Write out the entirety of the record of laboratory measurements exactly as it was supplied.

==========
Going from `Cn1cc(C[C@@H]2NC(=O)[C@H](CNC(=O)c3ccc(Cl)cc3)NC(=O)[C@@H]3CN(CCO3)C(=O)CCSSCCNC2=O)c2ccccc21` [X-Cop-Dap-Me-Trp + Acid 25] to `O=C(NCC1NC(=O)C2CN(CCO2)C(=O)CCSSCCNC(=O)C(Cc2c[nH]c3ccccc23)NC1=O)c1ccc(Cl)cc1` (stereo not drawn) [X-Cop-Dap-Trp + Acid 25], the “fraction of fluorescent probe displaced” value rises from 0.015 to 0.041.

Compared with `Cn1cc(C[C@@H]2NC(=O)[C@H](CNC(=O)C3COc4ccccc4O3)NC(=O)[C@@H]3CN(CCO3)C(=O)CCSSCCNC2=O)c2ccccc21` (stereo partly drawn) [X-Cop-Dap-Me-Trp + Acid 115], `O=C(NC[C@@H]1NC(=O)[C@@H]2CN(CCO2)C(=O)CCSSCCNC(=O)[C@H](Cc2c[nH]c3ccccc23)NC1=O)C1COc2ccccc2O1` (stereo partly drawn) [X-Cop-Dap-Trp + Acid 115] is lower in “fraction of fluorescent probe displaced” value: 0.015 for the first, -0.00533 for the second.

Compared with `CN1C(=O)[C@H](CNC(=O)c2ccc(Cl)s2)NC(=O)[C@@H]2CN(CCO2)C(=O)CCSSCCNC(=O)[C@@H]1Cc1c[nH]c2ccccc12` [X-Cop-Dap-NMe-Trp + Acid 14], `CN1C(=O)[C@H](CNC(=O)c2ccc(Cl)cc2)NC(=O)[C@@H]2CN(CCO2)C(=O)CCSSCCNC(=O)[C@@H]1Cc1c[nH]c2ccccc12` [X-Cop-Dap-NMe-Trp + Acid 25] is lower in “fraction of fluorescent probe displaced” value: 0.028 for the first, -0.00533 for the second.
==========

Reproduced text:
Going from `Cn1cc(C[C@@H]2NC(=O)[C@H](CNC(=O)c3ccc(Cl)cc3)NC(=O)[C@@H]3CN(CCO3)C(=O)CCSSCCNC2=O)c2ccccc21` [X-Cop-Dap-Me-Trp + Acid 25] to `O=C(NCC1NC(=O)C2CN(CCO2)C(=O)CCSSCCNC(=O)C(Cc2c[nH]c3ccccc23)NC1=O)c1ccc(Cl)cc1` (stereo not drawn) [X-Cop-Dap-Trp + Acid 25], the “fraction of fluorescent probe displaced” value rises from 0.015 to 0.041.

Compared with `Cn1cc(C[C@@H]2NC(=O)[C@H](CNC(=O)C3COc4ccccc4O3)NC(=O)[C@@H]3CN(CCO3)C(=O)CCSSCCNC2=O)c2ccccc21` (stereo partly drawn) [X-Cop-Dap-Me-Trp + Acid 115], `O=C(NC[C@@H]1NC(=O)[C@@H]2CN(CCO2)C(=O)CCSSCCNC(=O)[C@H](Cc2c[nH]c3ccccc23)NC1=O)C1COc2ccccc2O1` (stereo partly drawn) [X-Cop-Dap-Trp + Acid 115] is lower in “fraction of fluorescent probe displaced” value: 0.015 for the first, -0.00533 for the second.

Compared with `CN1C(=O)[C@H](CNC(=O)c2ccc(Cl)s2)NC(=O)[C@@H]2CN(CCO2)C(=O)CCSSCCNC(=O)[C@@H]1Cc1c[nH]c2ccccc12` [X-Cop-Dap-NMe-Trp + Acid 14], `CN1C(=O)[C@H](CNC(=O)c2ccc(Cl)cc2)NC(=O)[C@@H]2CN(CCO2)C(=O)CCSSCCNC(=O)[C@@H]1Cc1c[nH]c2ccccc12` [X-Cop-Dap-NMe-Trp + Acid 25] is lower in “fraction of fluorescent probe displaced” value: 0.028 for the first, -0.00533 for the second.